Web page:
Local governments in 10 Wisconsin counties are breathing a sigh of relief after President Barack Obama signed a federal disaster declaration for last month’s heavy flooding in western Wisconsin.
Vernon County Highway Commissioner Phil Hewitt said Obama’s Federal Emergency Management Agency declaration is like Christmas coming early.
“It means that we’re going to be able to do road construction and that sort of thing next year instead of paying for flood damage,” Hewitt said. “This declaration, especially with the townships and even with the county, it saves us.”
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Gov. Scott Walker announced Obama’s FEMA declaration Thursday for 10 western Wisconsin counties hit by torrential rains in September. The counties are Adams, Chippewa, Clark, Crawford, Jackson, Juneau, La Crosse, Monroe, Richland and Vernon.
In a statement, Walker calls the federal assistance “a welcome relief” as local governments work to repair roads and other damaged infrastructure.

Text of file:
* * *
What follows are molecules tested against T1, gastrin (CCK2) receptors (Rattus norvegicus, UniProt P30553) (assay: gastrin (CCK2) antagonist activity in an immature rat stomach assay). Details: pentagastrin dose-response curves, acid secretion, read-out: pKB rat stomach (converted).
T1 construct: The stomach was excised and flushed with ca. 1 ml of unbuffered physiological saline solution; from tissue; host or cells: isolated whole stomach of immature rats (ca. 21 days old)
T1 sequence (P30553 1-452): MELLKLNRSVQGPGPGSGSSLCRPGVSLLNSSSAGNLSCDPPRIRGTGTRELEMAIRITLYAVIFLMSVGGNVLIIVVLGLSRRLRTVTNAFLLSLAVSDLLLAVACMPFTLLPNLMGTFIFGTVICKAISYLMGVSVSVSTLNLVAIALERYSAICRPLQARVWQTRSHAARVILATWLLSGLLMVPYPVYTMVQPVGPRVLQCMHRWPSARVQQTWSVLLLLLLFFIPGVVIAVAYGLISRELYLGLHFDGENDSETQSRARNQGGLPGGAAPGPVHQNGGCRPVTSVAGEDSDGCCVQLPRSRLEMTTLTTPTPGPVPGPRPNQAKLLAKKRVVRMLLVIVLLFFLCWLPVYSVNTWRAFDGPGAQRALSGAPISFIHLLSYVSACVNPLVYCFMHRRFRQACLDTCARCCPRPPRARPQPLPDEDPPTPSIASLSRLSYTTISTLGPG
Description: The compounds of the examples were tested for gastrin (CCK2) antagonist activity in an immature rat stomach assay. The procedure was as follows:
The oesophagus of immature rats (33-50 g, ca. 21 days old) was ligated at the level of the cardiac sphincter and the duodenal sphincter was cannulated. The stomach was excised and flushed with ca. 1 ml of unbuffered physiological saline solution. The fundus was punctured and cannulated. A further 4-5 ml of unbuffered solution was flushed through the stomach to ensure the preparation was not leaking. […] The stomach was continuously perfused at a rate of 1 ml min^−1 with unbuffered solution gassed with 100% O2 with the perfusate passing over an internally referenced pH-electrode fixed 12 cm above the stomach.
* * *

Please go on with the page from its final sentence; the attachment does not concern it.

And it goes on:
Walker requested the federal disaster declaration last week. He also had requested the declaration cover Eau Claire and Trempealeau counties, but those two counties did not sustain enough damage to qualify.
Preliminary assessments determined the storms caused more than $11 million in damage to roads and public infrastructure.
The president’s signature begins a process for FEMA to reimburse 75 percent of the estimated damage. Vernon County alone estimates $5 million in repairs.
Hewitt said FEMA officials usually approve funding for infrastructure improvements, not just replacements. Without FEMA authorized improvements to riverbanks and bridges after flooding in 2008, this year’s flood damage would have been 10 times worse, he said.
“That’s the big thing about FEMA, is they usually will allow you to do mitigation on some of these projects, and then you don’t have to go down this road again,” Hewitt said.
Most of the repairs are already finished in Vernon County, Hewitt said, and he expects the federal aid sometime this winter.
The aid is not for private businesses or homeowners affected by the flooding.
Editor’s Note: This story has been updated Friday afternon to include original reporting from WPR.
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